In the Classroom: In Congress

Posted on: June 1, 2017 Topics: in the classroom, politics and health

In the Classroom Sánchez 400x241

Representative Jeffrey Sánchez

Massachusetts devotes about 40 percent of its roughly $40 billion budget to healthcare and public health efforts. As the legislature worked on the 2018 budget this spring, six students came to the office of Representative Jeffrey Sánchez, chair of the Joint Committee on Health Care Financing, to learn about how the budget is created—and make a few proposals of their own.

Earlier in the semester, Sánchez had visited PM760: Health Policy Making, taught by Assistant Professor of Health Law, Policy & Management David Jones, to share his experience, and invited students to come to the State House to present their own policy briefs to him and his staff. Qing Wai Wong, Jennifer Keefe, Emily Dore, Nicole St. Lous, Linke Xu, and Elsa Pearson took him up on the offer. (Another student, Cynthia Kambuni, also submitted a brief, but was not able to attend in person.)

“The budget itself can be a policy bill,” Sánchez told the students gathered around the table in his office. He explained how the hefty document—and the work to bring the Governor, Senate, and House into agreement—represents the push–pull of different priorities, interests, and advocacy. In crafting any proposal, he said, it is vital to think about the people, the policy, and the politics at the same time.

“You shouldn’t think of your MPH in a silo,” said Sánchez, who counts several SPH graduates among his past and present staff members. He encouraged the students to keep the larger context in mind—especially because they will soon be out in the world, finding where they fit in the health policy ecosystem. 

Each student’s proposals led to a lively back-and-forth between the students, Sánchez, and the committee counsel, Erin Liang (SPH’14). The proposals ran the gamut, from marijuana tax rates to the requirement for businesses with more than 50 employees to offer health insurance coverage.

A couple of proposals ran parallel to ideas recently discussed by the Special Commission on Provider Price Variation, which met from September 2016 to March 2017 and was co-chaired by Sánchez. That gave the students a chance to join ongoing debates and learn more about the pros and cons of their ideas.

Pearson’s proposal, about a potential way to expand MassHealth insurance coverage, hadn’t already been imagined, and held up to initial scrutiny as Sánchez and Liang tried out potential weak spots. “That’s actually really interesting,” Sánchez said after going over the details. “That’ll be something for us to keep in our toolbox.”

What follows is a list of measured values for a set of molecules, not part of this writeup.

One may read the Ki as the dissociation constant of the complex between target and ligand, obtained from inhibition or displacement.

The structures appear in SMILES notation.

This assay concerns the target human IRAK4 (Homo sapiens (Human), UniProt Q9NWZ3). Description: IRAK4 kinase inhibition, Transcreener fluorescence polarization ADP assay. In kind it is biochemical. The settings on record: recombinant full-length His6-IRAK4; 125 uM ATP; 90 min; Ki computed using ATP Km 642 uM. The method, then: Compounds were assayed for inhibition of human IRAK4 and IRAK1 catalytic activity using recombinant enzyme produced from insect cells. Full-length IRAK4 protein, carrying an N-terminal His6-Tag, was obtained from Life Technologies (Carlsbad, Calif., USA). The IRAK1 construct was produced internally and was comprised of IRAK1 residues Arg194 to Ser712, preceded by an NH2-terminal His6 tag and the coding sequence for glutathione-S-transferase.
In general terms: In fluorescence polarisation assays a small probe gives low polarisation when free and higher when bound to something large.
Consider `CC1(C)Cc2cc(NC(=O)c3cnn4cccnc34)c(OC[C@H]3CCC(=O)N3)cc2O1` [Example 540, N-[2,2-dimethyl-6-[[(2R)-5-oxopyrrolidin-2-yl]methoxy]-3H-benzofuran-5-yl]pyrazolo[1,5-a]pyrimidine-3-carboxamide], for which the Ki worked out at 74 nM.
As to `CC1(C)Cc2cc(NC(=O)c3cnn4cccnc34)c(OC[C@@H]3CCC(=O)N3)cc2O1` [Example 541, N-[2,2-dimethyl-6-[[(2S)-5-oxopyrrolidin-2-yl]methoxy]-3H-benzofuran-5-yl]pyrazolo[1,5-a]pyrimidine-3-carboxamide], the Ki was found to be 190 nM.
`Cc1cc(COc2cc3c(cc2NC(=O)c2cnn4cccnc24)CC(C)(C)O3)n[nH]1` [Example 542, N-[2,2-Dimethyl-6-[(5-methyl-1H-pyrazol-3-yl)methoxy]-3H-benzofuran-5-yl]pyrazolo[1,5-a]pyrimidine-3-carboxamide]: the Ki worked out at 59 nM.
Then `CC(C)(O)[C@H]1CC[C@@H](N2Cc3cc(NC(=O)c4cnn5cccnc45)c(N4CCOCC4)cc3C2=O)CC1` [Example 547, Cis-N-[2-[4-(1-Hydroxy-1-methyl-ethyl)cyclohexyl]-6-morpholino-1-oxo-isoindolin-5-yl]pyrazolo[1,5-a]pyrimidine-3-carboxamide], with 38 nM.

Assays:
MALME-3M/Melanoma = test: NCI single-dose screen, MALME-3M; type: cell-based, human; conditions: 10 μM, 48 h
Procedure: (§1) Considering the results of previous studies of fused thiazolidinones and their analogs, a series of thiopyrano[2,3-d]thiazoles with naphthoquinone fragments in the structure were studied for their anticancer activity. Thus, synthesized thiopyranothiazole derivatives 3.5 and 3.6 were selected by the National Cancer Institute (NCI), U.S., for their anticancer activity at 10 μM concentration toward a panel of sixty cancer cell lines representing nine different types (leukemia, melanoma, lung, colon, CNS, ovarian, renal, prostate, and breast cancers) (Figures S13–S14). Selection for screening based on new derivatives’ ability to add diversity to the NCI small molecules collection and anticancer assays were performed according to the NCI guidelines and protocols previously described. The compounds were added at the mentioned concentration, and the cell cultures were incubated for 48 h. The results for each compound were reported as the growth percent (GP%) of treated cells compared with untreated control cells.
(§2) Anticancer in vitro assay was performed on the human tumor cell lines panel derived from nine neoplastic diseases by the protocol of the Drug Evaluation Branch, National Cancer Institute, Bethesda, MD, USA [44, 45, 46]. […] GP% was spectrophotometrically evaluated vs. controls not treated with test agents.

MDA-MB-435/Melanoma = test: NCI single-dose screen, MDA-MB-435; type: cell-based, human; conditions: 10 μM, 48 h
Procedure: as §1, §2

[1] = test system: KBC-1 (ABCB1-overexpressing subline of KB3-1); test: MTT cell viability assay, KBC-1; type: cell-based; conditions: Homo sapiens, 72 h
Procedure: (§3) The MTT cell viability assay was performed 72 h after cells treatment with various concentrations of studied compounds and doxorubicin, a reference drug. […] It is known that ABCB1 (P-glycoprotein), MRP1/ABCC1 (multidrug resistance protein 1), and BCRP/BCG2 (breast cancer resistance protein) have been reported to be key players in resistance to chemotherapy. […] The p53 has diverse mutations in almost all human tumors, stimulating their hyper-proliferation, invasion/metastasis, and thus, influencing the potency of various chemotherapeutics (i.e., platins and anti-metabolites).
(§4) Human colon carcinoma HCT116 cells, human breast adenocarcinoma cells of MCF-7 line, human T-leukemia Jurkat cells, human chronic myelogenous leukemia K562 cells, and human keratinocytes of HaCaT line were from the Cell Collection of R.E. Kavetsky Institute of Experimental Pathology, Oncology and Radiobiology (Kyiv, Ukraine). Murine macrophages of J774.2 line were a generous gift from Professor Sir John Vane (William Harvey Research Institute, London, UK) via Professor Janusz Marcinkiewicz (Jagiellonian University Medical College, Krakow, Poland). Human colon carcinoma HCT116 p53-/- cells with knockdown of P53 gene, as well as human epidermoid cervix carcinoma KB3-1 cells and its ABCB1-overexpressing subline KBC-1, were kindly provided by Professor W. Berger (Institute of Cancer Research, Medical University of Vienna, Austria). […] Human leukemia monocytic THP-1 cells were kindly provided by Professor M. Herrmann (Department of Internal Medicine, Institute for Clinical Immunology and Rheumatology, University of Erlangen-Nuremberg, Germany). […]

Perhaps the biggest learning opportunity came when Sánchez presented an opposing perspective. The exercise showed the students just how complex the healthcare and public health system is in Massachusetts, and what factors come together to maintain the status quo.

After the meeting, the students said it had been an invaluable experience. “It was fascinating to put what we’ve been learning in class into practice,” Pearson said, and to know “people here at the State House are willing to talk to us about having an influence.”

For Dore, it was a taste of what it will be like to advocate as a public health professional. “He was open to listening,” she said of Sánchez, “and willing to inform us and talk to us as equals.”

Wong said that was a little bit of a surprise. “I thought, ‘We’re just students, what do we know about real policy work?’” she said. “It was gratifying to know that we do have ideas to contribute.”

Jones said that was a central lesson he wanted to get across in his teaching of the course. “They don’t have to wait until later in their career to speak up and shape policy,” he said after his students reported back from the meeting. Beside Sánchez, other visitors to the class included former Kentucky governor Steve Beshear, who saw his work to implement the Affordable Care Act in his state dismantled by his successor, and Licy Do Canto, one of the country’s top public health lobbyists.

“Policymakers are hungry for help from smart people, and our students are hungry for real-world experience,” Jones said. “It’s exciting for me as a teacher to connect the two.”

Michelle Samuels


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